DC bar that lost liquor license for violating COVID regulations files suit against health dept.

A D.C. bar that lost its liquor license for not complying with vaccine rules filed a lawsuit against the District’s health department, challenging the city’s right to close it during the pandemic.

The Big Board on H Street Northeast was closed from January until April, after D.C. pulled its liquor license for violating its vaccine mandate.

The bar is asking the United States District Court for the District of Columbia to find that the city broke the law when it extended its public heath emergency orders to avoid a 30-day Congressional review period, which kicks in after typical legislation is passed.

“DC Health’s suspension of The Big Board’s license violated federal law governing the District of Columbia’s authority to pass ordinances and other laws. Specifically, the District of Columbia’s Home Rule Act,” court documents said. Under the Home Rule government, Congress reviews all legislation passed by the Council before it can become law.

Big Board said Mayor Muriel Bowser’s “rolling ’emergency’ orders authorized by the D.C. Council’s successive emergency amendments make a mockery of this constitutional requirement …  As a result, the Mayor’s Orders upon which the DC Health suspension and fines relied are ultra vires, and the suspension and the fines themselves, are ultra vires, null, and void.” Ultra vires means acting or done beyond one’s legal power or authority.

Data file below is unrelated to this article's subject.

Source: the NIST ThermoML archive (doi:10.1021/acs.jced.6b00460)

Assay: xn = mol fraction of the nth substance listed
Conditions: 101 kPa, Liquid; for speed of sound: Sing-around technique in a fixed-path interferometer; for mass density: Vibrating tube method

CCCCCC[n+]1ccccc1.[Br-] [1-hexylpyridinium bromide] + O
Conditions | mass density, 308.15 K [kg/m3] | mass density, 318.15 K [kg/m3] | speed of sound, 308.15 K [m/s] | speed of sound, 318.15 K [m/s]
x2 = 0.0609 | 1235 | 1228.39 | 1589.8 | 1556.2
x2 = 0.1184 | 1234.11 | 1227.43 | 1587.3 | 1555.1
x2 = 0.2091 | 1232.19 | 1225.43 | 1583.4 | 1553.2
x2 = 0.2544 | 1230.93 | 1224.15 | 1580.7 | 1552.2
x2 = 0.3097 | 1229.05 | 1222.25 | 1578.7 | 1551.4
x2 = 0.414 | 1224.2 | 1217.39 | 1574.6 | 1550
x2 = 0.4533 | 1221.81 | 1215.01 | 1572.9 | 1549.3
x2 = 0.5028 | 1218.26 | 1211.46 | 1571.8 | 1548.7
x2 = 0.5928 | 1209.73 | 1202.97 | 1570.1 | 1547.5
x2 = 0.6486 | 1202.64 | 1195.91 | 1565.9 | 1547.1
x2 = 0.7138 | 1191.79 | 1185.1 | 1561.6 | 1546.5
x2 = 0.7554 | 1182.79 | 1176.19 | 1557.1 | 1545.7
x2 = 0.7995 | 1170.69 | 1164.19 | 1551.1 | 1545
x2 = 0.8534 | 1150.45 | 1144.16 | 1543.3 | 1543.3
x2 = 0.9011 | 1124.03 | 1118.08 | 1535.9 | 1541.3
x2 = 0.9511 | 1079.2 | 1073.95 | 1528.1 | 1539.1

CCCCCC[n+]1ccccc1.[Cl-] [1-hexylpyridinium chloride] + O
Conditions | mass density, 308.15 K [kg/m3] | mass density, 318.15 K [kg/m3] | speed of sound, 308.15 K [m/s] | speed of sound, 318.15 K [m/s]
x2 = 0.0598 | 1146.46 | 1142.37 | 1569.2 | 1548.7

Bowser had declared a public health emergency at the start of the pandemic in March 2020, and it was extended throughout. In January, Bowser declared a “limited public health emergency” lasting through Jan. 26.

The bar is also asking the court to say that the penalties levied by DC Health, including the restoration fee to reinstate its license — $100 — was unlawful, and should be returned, as well as any other costs and fees DC Health assessed as a result of the order.

The bar closed for almost two months before paying to get its license back without admitting wrongdoing.

In August, a judge ruled that city government workers in the District can no longer be punished for choosing not to receive the COVID-19 vaccine, effectively throwing out the COVID-19 vaccine mandate that applied to all D.C. employees.

The Office of the Attorney General for the District of Columbia has declined to comment.

WTOP’s Mike Murillo contributed to this report.

Abigail Constantino

Abigail Constantino started her journalism career writing for a local newspaper in Fairfax County, Virginia. She is a graduate of American University and The George Washington University.

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